Valero Says Ethanol Slump May Offer Buying Opportunities

Source: By Mario Parker, Bloomberg • Posted: Tuesday, September 4, 2012

Valero Energy Corp. (VLO), the third- biggest U.S. ethanol producer, said the downturn in the industry may present an opportunity to buy distressed plants.

“We’re always exploring opportunities,” Bill Day, the company’s spokesman, said today in an interview at Valero’s Albion, Nebraska, ethanol plant.

In 2009, Valero paid $477 million for seven ethanol plants that had been owned by bankrupt producer VeraSun Energy Corp. and then purchased three other distilleries, including another bought out of bankruptcy from Renew Energy LLC.

Those plants are paid for and that allows the San Antonio- based company to explore acquiring other mills, Day said.

Denatured ethanol for September delivery rose 2.6 cents, or 1 percent, to $2.606 a gallon on the Chicago Board of Trade. Prices have gained 18 percent this year.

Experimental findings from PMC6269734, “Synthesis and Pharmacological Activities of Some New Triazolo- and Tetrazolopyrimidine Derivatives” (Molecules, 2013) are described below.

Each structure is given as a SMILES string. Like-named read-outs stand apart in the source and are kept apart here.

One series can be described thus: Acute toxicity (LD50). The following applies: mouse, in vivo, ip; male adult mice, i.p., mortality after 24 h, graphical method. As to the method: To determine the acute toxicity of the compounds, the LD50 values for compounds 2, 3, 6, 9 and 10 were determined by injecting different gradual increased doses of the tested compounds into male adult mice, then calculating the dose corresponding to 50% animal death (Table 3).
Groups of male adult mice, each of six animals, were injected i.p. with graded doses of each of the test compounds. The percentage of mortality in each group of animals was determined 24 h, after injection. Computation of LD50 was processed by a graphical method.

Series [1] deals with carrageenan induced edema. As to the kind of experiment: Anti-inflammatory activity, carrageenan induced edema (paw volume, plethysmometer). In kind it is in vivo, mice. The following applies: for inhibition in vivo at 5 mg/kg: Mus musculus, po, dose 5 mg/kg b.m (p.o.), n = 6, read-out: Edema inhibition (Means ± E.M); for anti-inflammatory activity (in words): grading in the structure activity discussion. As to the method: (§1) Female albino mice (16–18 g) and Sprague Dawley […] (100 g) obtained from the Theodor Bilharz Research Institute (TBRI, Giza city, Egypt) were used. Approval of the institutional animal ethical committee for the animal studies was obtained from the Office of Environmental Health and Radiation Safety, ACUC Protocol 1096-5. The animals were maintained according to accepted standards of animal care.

Corn for December delivery climbed 2.3 percent to $8.135 a bushel in Chicago. One bushel makes at least 2.75 gallons of ethanol.

Ethanol plants have struggled as the worst U.S. drought in 56 years scorches corn crops and boosts production costs for the biofuel.

Output was 819,000 barrels a day in the week ended Aug. 24, down 15 percent from a record 963,000 barrels a day in December, an Energy Department report showed today.

Restarts Possible

Valero idled the Albion operation and its Linden, Indiana, plant, in June, citing unprofitable margins to make the biofuel. Day said he expects those distilleries to resume production “relatively soon” as the corn harvest begins and corn prices subside.

“By the end of this year, that’s my expectation as of today,” Day said.

Producers are losing 40 cents on each gallon of ethanol manufactured, based on the September contracts for corn and the biofuel, data compiled by Bloomberg show.

Plants can ease those losses by selling dried distillers grains, a byproduct of ethanol production that can be fed to cattle and livestock.

Valero has boosted nameplate capacity at each of its ethanol plants to 120 million gallons a year from 110 million gallon when it initially bought them, Day said.